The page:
Jenna Montgomery

Director, Digital Media

Jenna Montgomery is a Seattle native with over 10 years' experience writing and designing for the Web. She also has a love for paper, having pursued two degrees in printmaking. Her prints have been in several shows, including one jurored by the Whitney's David Kiehl, and she has held artist residencies in Seattle and Carson City, Nevada.

While at the University of Iowa, Jenna built and managed websites for the Center for the Book, Health Sciences Library and the graduate student union. She came to KUOW in 2006 from Kagedo Japanese Art where she managed the gallery, studio photography, traveling exhibits and website for four years. In 2007, Jenna became the director of digital media at KUOW, a new position within the organization.

Jenna lives near Lake Washington with a cat, a toddler and a photographer.


Geeks, Indeed
8:30 am
Fri December 20, 2013

KUOW's Word Of The Year Is Astrobiology (You Picked It, Not Us)

Credit Twitter Photo/AstrobiologyNAI

Forget selfies, geeks and science. The word of the year is astrobiology.

According to’s web trends, a search for the term "astrobiology" was the way many of you found your way to our website.*

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Drivers Ed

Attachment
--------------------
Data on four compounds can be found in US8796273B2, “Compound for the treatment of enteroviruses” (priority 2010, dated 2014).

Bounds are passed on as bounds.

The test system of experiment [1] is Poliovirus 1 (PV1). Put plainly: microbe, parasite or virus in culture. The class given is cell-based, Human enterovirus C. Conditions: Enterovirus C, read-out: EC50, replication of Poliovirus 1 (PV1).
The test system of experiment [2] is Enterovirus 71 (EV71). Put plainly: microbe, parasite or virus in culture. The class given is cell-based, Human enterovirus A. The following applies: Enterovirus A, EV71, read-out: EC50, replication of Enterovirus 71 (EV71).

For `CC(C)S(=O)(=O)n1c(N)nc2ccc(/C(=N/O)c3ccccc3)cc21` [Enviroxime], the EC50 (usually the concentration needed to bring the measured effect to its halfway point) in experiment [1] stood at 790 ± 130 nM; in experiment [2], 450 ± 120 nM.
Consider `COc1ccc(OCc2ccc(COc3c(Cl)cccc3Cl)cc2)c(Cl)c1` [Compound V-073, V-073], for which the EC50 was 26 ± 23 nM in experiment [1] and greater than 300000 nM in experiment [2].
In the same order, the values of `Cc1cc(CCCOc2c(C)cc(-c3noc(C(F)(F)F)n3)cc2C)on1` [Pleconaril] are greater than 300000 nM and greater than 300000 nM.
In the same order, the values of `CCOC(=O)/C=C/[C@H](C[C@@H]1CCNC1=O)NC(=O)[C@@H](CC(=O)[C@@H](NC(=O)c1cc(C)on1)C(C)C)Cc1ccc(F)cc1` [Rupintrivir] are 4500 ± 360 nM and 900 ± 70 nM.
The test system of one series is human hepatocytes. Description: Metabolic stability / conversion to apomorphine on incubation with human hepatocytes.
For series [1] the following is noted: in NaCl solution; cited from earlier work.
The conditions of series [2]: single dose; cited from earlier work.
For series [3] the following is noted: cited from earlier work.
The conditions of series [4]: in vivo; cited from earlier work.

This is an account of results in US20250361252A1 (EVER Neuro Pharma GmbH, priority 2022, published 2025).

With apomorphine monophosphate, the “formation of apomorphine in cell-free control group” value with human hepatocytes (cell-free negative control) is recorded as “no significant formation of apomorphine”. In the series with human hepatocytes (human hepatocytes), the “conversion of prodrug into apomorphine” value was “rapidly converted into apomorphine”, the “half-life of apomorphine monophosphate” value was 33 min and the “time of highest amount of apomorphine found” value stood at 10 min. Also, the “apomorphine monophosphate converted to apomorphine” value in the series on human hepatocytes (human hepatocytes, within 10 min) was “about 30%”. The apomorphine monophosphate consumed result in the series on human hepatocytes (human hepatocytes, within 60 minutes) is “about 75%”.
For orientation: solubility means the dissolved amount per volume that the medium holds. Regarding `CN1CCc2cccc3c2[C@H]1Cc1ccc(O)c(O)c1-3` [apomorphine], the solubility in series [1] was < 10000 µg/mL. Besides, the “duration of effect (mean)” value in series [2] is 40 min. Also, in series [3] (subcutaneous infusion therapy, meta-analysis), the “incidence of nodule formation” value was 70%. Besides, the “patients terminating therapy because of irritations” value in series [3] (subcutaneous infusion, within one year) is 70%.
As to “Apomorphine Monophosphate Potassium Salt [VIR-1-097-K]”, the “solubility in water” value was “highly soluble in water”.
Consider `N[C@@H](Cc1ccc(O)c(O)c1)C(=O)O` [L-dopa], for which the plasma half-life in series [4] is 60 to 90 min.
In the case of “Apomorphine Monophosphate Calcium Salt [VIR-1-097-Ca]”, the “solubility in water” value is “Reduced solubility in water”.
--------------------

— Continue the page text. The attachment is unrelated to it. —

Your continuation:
3:51 pm
Fri December 6, 2013

Seattleites: Do You Know How To Drive On Ice And Snow?

The Oatmeal: Every time it snows in a big city, everyone has the exact same conversation.
Credit The Oatmeal/Matthew Inman

Every winter, Seattleites return to a hotly debated topic: Do we know how to drive in ice and snow? My coworkers are all complaining about Seattle drivers as I type, in fact — even those from the Northwest originally. So here are a few tips I gleaned from watching way too many YouTube videos.

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4:12 pm
Thu October 31, 2013

Hunger In The Valley Of Plenty

Lead in text: 
Sometimes, the people picking our food can't access healthy food, or enough, for themselves. From KQED and the Center for Investigative Reporting comes this piece on poverty.
Part 1 of 4 in "Hunger in the Valley of Plenty," a series by KQED and the Center for Investigative Reporting. Listen to the radio series on The California Report Thursday and Friday and watch the full special Friday on KQED 9. Full schedule. By Sasha Khokha Video: Hungry in Raisin City.
12:18 pm
Thu October 10, 2013

Bernie Krause's Great Animal Orchestra

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Bernie Krause was an early pioneer of electronic music. Eventually his interests turned to the chorus of the outdoors. He started recording soundscapes and has amassed an extensive collection of nature sounds. Studying those sounds has given him insight into how animals communicate with one another and the origins of music. In this interview with Anne Strainchamps, Krause describes and plays some selections from his unique collection of sounds.
10:09 am
Tue October 8, 2013

Afghanistan's Hamid Karzai Says NATO Caused Great Suffering

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President Hamid Karzai has criticized NATO for failing to bring stability to Afghanistan in over a decade there. He is also in no hurry to sign a security agreement with the US, stating, "If the agreement doesn't suit us then of course they can leave. The agreement has to suit Afghanistan's interests and purposes."